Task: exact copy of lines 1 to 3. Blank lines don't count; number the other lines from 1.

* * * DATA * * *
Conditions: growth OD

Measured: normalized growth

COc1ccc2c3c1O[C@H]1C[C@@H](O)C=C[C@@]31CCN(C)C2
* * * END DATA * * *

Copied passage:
Conditions: growth OD

Measured: normalized growth

COc1ccc2c3c1O[C@H]1C[C@@H](O)C=C[C@@]31CCN(C)C2